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Catalogue of Digital Editions: A web application to browse, curate and analyse digital editions

Poster

Catalogue of Digital Editions: A web application to browse, curate and analyse digital editions

Abstract

Since 2012 the Catalogue of Digital Editions has been cataloguing digital editions in an effort to survey and identify best practice in the field of digital scholarly editing. Initially published online as a comma separated value (.csv) file, in July 2016 the Catalogue was transformed into a web application to allow users to download, browse, query and filter the data around their research interests. Users are also encouraged to contribute new projects and to curate existing data to help the Catalogue grow in a participatory fashion. The goal of the Catalogue of Digital Editions is to shape a usable and useful platform to showcase community research as structured data, which can be reused and integrated into other initiatives (e.g. library catalogues or research projects). The Catalogue of Digital Editions is syndicated in the German Datenbank-Infosystem (DBIS) for use in 322 libraries (as of November 2017).
WHY A CATALOGUE?
Since 2012 the Catalogue has been gathering digital editions and texts
in an attempt to survey and identify best practice in the field of
digital scholarly editing. Analogous initiatives exist but do not provide
the granular analysis of features necessary to better understand the
rationale and methodology behind the creation of a digital edition. This
Catalogue provides an accessible record of standards and building
technologies used.
WHAT DOES IT INCLUDE?
Digital (scholarly) editions of documentary heritage, digital text
collections and archives of literary works. No e-books or fiction.
WHAT DOES IT DO?
Projects are catalogued following numerous criteria (49, as of November
2017) giving users a wide choice of search filters. A built-in SPARQL
search interface can be used to query the Linked Open Data network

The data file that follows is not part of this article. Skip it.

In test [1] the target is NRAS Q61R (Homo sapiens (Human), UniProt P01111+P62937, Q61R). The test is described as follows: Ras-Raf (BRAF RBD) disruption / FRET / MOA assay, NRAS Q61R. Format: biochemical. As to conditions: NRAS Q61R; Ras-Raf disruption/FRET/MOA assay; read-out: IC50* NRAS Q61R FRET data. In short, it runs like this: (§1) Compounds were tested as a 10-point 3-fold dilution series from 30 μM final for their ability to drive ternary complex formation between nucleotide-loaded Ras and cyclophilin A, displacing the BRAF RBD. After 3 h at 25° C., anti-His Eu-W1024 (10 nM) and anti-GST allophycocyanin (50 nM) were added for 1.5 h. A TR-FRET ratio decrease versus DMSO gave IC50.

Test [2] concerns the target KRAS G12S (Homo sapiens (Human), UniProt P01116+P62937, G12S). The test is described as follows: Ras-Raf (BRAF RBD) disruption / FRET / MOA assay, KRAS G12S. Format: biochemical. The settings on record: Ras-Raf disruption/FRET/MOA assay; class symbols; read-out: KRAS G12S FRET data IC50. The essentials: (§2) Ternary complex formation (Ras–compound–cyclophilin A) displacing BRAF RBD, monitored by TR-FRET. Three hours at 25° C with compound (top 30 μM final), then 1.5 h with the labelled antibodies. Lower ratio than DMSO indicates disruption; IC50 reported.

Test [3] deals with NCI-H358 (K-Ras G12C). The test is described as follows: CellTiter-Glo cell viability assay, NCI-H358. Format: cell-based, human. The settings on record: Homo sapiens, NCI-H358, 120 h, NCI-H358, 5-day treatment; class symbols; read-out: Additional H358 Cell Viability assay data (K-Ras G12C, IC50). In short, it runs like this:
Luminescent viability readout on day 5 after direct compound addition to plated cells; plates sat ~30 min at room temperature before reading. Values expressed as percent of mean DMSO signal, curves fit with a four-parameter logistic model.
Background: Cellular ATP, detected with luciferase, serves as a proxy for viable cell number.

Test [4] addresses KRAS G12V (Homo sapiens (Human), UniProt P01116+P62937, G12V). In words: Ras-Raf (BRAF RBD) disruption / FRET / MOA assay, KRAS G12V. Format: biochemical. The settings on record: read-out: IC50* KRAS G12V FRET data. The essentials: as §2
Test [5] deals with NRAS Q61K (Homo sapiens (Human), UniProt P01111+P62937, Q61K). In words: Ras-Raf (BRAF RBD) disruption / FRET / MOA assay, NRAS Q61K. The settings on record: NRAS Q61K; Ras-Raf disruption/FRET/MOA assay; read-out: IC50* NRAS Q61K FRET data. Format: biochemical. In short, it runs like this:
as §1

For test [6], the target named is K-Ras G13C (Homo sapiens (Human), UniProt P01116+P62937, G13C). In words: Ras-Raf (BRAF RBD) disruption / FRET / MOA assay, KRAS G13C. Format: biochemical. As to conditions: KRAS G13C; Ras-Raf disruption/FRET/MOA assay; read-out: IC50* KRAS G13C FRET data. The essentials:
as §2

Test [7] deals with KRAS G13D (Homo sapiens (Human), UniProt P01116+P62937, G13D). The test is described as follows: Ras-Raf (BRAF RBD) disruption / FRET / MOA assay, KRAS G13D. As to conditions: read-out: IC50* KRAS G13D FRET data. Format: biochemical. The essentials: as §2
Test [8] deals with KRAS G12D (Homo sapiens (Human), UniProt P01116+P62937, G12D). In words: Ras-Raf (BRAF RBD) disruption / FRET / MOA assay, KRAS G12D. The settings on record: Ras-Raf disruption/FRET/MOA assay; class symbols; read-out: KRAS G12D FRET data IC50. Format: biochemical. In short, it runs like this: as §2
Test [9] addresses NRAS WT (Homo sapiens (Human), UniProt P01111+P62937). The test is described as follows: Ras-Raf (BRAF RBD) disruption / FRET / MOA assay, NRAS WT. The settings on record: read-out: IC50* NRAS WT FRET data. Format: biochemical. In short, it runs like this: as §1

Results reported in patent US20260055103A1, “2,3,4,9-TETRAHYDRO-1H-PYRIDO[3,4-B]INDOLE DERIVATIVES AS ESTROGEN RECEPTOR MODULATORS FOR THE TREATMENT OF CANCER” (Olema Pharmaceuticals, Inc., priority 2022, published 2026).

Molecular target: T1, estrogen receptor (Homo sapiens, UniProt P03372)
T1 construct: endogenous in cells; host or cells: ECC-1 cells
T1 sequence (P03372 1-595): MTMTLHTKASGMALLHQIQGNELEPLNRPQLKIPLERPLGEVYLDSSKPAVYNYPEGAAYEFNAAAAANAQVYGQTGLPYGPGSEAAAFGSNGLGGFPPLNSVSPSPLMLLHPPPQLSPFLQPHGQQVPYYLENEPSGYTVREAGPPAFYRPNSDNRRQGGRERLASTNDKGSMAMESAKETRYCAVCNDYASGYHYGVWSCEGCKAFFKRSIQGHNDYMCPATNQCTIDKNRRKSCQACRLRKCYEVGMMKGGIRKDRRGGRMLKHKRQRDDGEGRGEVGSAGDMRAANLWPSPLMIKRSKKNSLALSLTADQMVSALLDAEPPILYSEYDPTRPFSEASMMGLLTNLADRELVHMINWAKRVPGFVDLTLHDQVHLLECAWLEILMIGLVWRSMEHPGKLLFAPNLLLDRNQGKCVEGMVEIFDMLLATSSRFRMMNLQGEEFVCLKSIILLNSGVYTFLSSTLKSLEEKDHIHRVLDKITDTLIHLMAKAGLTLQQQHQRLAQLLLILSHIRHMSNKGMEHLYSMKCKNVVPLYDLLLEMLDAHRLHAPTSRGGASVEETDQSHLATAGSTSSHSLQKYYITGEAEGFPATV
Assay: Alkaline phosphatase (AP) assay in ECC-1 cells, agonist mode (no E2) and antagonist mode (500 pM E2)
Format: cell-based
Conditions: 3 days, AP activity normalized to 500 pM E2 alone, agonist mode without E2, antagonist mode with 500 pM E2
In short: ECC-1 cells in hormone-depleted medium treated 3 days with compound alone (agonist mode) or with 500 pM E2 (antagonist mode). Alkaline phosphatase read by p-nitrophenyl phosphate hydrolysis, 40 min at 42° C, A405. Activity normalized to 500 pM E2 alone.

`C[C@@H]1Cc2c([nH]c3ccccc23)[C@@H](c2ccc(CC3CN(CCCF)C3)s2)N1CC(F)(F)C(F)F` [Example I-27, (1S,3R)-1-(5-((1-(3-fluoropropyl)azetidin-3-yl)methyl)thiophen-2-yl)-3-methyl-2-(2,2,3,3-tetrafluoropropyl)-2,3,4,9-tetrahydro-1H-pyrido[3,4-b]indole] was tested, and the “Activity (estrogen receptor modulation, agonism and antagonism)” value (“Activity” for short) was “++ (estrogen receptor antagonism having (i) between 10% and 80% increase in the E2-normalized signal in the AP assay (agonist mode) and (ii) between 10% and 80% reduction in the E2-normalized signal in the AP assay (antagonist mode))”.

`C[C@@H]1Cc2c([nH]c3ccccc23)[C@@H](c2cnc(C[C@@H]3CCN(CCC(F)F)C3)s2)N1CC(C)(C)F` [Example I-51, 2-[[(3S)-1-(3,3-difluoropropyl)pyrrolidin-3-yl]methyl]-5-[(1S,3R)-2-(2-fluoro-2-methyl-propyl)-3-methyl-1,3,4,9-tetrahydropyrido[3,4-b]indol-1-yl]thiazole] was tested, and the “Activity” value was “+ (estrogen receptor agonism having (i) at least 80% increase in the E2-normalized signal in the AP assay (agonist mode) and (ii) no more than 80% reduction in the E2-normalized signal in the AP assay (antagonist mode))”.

to which the Catalogue data is connected (FOAF, GeoNames, Data
Catalog, Dublin Core Metadata and Deutsche Nationalbibliothek).
Search results can be viewed as downloadable pie/bar/line-charts and
map views provide a geographical distribution of the projects (see
right).
You can download the entire Catalogue and you are also free to reuse
it as you wish as long as you credit the source. Currently available
download formats are CSV, RDF, N3, BIBTEX and JSON.
HOW IS IT BUILT?
The Catalogue is made-up of two interacting components, each stored
in its own GitHub repository: 1) the data, stored as CSV files, and 2) a
Django (Python) + MySQL web application to display the data in a
website. The two components are connected via a custom script that
regularly fetches the latest updates from the data repository and
delivers them to the web application. Charts and map visualisations are
generated on the fly using HighCharts and Leaflet. The web application
itself reuses open source code.
CAN I CONTRIBUTE DATA?
Of course! You can add a digital edition in one of two ways: if you are
familiar with Git and GitHub, you can fork the Catalogue data repository
and submit your project as a pull-request; alternatively, you can fill in a
Google Form.
WHAT’s In it for me?
The Catalogue is syndicated in the German Library Network (DBIS). As
a result, digital editions added to the Catalogue are automatically
accessible from hundreds of library stations in Germany (322
libraries as of November 2017).
Greta Franzini
UNDER THE ACADEMIC SUPERVISION OF
Melissa TERRAS & Simon Mahony
FINDINGS: OPENNESS
The Catalogue defines five degrees of openness, and digital editions
are not as open as we would like them to be.
4-6.12.2017